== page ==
Obviously this is quite a difficult issue, doping in general. I don’t think it can ever be eliminated or even significantly reduced. That being said, I still think we should try. In my opinion, we should continue to fight for that very unrealistic dream of “natural athletes”. I’d love to see what humans are really capable of, even though many would rather go back to an era of Blagoevs, Zlatevs, Suleymanoglus etc. And as for today, we should at least not give preferential treatments to anyone. Every time I hear a British/American low tier lifter whine about the “mighty, roided Russians” or shit like that my stomach turns. Like they’re fuckin clean. And people hate on the exceptional Russian lifters calin them out, while praising Xiaojun and Ilya, who are obiously doped af. It ain’t right.
Glucocorticoids are a class of corticosteroids that affect the metabolism of carbohydrates , fat , and proteins , and regulate glycogen and blood pressure possess pronounced anti-inflammatory activity and cause alteration of connective tissue in response to injuries. The anti-inflammatory and connective tissue effects of glucocorticoids might mask injuries, leading to more serious injuries to athletes. Because of this and metabolic regulation effects, the administration of any glucorticoid orally, rectally, intraveniously, or intramuscularly is prohibited and requires a therapeutic use exemption. Topical uses of glucocorticoids does not require an exemption.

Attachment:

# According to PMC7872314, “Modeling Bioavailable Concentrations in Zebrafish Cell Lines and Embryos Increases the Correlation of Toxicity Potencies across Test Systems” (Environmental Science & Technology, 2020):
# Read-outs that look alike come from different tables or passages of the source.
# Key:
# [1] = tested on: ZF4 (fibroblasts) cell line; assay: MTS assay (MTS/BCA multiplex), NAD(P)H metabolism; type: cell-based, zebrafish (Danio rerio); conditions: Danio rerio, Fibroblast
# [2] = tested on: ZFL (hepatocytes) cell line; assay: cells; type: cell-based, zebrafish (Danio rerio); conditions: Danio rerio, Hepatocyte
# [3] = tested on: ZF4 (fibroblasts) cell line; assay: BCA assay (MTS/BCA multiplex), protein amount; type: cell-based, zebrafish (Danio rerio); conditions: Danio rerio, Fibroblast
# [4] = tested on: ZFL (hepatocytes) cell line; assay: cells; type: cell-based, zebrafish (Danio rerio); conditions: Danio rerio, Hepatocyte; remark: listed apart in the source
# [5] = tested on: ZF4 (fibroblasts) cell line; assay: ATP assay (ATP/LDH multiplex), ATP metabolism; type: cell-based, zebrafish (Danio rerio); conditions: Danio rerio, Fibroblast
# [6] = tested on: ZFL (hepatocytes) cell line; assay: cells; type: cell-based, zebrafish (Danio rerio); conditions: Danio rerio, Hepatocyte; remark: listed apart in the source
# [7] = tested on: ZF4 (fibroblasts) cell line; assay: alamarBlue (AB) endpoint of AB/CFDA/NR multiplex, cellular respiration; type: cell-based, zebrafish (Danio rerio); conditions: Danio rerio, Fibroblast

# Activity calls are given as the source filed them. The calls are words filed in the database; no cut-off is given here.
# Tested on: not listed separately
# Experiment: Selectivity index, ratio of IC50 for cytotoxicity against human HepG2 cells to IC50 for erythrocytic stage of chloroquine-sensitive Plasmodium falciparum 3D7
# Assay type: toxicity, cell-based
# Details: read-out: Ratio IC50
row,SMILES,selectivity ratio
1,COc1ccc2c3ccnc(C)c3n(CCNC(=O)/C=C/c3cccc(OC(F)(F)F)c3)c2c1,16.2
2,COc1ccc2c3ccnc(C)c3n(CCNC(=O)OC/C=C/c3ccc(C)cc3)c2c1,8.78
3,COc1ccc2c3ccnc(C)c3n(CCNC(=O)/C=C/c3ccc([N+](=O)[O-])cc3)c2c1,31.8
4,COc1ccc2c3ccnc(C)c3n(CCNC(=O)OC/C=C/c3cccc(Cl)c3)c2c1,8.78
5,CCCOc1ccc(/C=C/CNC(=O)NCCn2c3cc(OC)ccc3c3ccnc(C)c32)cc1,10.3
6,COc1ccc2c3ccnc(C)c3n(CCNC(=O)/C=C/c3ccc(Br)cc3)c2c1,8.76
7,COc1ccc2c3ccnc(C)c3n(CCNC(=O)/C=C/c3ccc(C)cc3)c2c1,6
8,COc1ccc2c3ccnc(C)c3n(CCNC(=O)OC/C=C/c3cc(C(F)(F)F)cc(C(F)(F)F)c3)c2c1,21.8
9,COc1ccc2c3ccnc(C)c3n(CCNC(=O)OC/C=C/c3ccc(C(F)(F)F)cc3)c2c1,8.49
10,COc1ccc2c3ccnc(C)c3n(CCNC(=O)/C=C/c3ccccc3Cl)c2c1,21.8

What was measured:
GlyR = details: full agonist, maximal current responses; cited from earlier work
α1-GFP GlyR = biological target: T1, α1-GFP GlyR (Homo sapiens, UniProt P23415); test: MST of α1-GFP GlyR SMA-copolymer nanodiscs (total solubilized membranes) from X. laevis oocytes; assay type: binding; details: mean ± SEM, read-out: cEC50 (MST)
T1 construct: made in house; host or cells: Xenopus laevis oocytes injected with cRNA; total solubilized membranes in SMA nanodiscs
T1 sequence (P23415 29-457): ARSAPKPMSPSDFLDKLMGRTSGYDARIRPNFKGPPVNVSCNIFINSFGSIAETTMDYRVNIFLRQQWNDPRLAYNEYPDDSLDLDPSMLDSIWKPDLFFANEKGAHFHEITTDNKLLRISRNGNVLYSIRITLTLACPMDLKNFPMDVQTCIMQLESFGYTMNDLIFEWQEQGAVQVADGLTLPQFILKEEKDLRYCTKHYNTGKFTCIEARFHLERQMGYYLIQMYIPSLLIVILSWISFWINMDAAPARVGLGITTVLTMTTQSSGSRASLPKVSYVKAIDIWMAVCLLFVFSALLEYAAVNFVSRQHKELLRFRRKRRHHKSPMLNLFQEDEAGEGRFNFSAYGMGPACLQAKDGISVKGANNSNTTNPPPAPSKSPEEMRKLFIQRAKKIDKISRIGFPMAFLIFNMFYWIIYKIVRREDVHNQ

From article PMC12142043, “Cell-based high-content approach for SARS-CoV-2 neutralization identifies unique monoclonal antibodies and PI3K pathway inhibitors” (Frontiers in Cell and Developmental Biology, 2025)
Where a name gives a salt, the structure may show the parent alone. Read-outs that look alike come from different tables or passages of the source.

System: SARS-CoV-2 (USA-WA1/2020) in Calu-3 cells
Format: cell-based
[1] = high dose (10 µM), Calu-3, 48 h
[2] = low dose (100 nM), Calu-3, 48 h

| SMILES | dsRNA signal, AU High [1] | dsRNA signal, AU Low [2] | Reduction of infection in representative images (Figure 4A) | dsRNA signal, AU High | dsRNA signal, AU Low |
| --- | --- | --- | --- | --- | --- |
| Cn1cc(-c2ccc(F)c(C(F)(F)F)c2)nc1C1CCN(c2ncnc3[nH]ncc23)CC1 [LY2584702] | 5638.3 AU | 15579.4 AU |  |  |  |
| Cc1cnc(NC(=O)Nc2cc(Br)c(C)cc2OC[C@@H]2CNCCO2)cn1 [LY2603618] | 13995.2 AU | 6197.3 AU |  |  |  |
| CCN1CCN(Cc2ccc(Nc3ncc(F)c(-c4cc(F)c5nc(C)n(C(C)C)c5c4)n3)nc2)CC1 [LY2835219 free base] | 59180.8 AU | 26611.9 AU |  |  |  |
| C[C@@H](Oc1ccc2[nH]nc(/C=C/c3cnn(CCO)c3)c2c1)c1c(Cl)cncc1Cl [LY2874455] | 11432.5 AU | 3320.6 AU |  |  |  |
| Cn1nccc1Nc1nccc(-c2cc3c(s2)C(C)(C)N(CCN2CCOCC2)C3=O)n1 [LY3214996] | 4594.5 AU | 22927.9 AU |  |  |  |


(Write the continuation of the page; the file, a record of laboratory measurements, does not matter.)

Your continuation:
Testosterone can be administered parenterally , but it has more irregular prolonged absorption time and greater activity in muscle in enanthate , undecanoate , or cypionate ester form. These derivatives are hydrolyzed to release free testosterone at the site of injection; absorption rate (and thus injection schedule) varies among different esters, but medical injections are normally done anywhere between semi-weekly to once every 12 weeks. A more frequent schedule may be desirable in order to maintain a more constant level of hormone in the system.  Injectable steroids are typically administered into the muscle, not into the vein, to avoid sudden changes in the amount of the drug in the bloodstream. In addition, because estered testosterone is dissolved in oil, intravenous injection has the potential to cause a dangerous embolism (clot) in the bloodstream.